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ISSUE 49 page 7

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Health & Safety
World’s biggest workplace safety campaign ends in summit
 THE EUROPEAN AGENCY FOR SAFETY AND HEALTH AT WORK (OSHA) celebrated the end of its first two-year campaign with a summit in Bilbao, Spain in November. Record numbers of delegates paralleled the hundreds of events held and over two million fact sheets, DVDs etc. given away, during the course of the drive to inform particularly small and medium-sized busineses (SMEs) of the benefits of risk assessment. Over 500 participants got the chance to hear and see specialists, researchers, union safety reps. and employers tell of the myriad of imaginative events that they had organised in workplaces as well as hundreds of submissions to the European Good Practice Awards and over 1,600 entries to a pan-European photography competition. The importance of the theme of the campaign was underlined when the
OSHACompPhoto
Another record was set when a total of 43 organisations, including well-known private companies such as Pirelli and the representatives of European employers and workers, Business Europe and the ETUC, signed up as official campaign partners. OSHA also chose the summit to preview its new Online Risk Assessment tool designed for SMEs. After a hugely successful two year they are now turning their attention to the next two when the theme of the next campaign will be ‘Safe Maintenance’. According to OSHA director Jukka Takala, ‘with over 450 Europeans dying every day from work-related causes, and with 6% of European GDP being lost because of work accidents and ill health, it is vital that we continue to focus on workplace health and safety’.

Rodrigo Cabrita took 3rd place in the OSHA competition with this photo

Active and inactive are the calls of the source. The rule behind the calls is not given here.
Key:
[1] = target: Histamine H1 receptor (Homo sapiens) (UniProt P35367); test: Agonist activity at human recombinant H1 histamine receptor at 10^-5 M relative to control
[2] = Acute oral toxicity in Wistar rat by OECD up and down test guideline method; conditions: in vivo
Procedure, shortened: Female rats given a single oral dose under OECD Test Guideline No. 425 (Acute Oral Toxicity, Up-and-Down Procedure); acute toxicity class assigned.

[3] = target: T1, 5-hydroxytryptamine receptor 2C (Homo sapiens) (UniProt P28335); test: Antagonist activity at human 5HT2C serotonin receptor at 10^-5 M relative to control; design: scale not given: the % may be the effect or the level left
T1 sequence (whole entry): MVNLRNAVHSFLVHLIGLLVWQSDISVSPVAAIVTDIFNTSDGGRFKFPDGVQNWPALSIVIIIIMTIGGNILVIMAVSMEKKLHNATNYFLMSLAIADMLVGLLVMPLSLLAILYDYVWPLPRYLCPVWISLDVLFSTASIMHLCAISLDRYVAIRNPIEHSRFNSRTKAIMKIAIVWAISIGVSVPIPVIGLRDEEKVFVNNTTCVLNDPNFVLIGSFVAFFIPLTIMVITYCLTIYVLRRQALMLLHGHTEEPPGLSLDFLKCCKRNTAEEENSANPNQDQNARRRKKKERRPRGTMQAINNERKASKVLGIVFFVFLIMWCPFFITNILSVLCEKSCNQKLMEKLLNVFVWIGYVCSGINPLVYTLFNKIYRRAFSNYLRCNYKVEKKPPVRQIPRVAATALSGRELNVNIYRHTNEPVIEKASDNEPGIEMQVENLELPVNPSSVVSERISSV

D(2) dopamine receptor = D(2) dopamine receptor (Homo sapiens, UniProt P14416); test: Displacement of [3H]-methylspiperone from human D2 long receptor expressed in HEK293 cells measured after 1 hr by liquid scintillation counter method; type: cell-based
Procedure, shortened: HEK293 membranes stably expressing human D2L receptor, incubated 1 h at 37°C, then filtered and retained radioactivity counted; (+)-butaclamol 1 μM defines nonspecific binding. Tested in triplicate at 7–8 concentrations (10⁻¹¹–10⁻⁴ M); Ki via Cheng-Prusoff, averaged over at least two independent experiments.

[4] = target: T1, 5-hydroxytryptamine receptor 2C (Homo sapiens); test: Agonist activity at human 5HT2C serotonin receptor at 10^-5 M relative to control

results of the European Survey of Enterprises on New and Emerging Risks were presented showing that between 10% and 15% of companies with between 10 and 50 employees never carry out risk assessments.

 

 

Mine disaster adds to poor Turkish safety record
AN EXPLOSION IN A COAL MINE IN WESTERN TURKEY which killed 19 workers has added to the already grim safety statistics of the industry in the EU candidate country. A leak of methane gas is believed to have been the cause of the blast which occurred at a depth of 200 metres in December. The Minister for Energy, Taner Yildiz, announced that production would stop for six months while a manager and two employees were detained by the authorities. Turkish mines have a safety record that is considerably worse than most industrialised countries; the worst accident, at Zonguldak in 1992 having killed 270 miners. Trade unions blame a lack of proper safety regulations and inadequate inspections and the International Federation of Chemical, Energy, Mine and General Workers' Unions (ICEM) point out that the government has not ratified the relevant international convention on safety and health in Text Box: The mine entrance near Bursamines.

 

 

ETUC safety body opens up mag to non-specialists
 HesaMag is the chosen name of a new publication from the European Trade Union Institute (ETUI). The twice-yearly, large-format glossy will aim to appeal to a wider public than the newsletter that it replaces. The style of the magazine will vary between short news items and in-depth articles on a particular problem, the first issue highlights nanotechnologies, with a wealth of photos, graphs and illustrations. It is envisaged that reports, interviews, surveys and pieces on popular science will combine with book reviews and accounts of trade union activity in the health and safety field to give an international feel. ‘HesaMag aims to show that occupational health is not just a matter for the specialists, it is equally a question of everyday life and a major political issue’ explained Laurent Vogel, the director of the ETUI’s Health and Safety department.  HESAMag




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